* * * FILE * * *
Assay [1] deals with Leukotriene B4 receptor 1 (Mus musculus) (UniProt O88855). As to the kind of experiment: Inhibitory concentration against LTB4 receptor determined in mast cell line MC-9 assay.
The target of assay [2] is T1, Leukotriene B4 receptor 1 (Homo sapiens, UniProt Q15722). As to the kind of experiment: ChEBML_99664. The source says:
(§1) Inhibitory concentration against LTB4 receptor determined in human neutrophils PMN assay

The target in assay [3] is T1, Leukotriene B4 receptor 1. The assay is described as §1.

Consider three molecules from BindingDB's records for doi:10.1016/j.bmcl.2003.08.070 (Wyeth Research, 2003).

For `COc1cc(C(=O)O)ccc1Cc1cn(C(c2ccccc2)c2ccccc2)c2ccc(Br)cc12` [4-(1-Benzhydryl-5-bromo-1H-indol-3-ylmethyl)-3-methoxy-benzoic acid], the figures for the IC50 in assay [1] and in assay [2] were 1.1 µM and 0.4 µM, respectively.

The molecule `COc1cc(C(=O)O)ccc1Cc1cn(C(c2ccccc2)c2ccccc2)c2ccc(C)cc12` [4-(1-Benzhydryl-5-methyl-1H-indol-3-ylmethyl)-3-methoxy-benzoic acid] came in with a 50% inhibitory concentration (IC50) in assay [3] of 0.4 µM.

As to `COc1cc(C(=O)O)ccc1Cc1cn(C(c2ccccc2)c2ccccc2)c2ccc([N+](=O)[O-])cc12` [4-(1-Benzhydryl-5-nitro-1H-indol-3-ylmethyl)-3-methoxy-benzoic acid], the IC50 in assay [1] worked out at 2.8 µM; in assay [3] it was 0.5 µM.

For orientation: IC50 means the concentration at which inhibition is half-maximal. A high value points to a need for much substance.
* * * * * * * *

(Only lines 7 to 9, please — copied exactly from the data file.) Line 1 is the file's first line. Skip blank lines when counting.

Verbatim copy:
The molecule `COc1cc(C(=O)O)ccc1Cc1cn(C(c2ccccc2)c2ccccc2)c2ccc(C)cc12` [4-(1-Benzhydryl-5-methyl-1H-indol-3-ylmethyl)-3-methoxy-benzoic acid] came in with a 50% inhibitory concentration (IC50) in assay [3] of 0.4 µM.

As to `COc1cc(C(=O)O)ccc1Cc1cn(C(c2ccccc2)c2ccccc2)c2ccc([N+](=O)[O-])cc12` [4-(1-Benzhydryl-5-nitro-1H-indol-3-ylmethyl)-3-methoxy-benzoic acid], the IC50 in assay [1] worked out at 2.8 µM; in assay [3] it was 0.5 µM.

For orientation: IC50 means the concentration at which inhibition is half-maximal. A high value points to a need for much substance.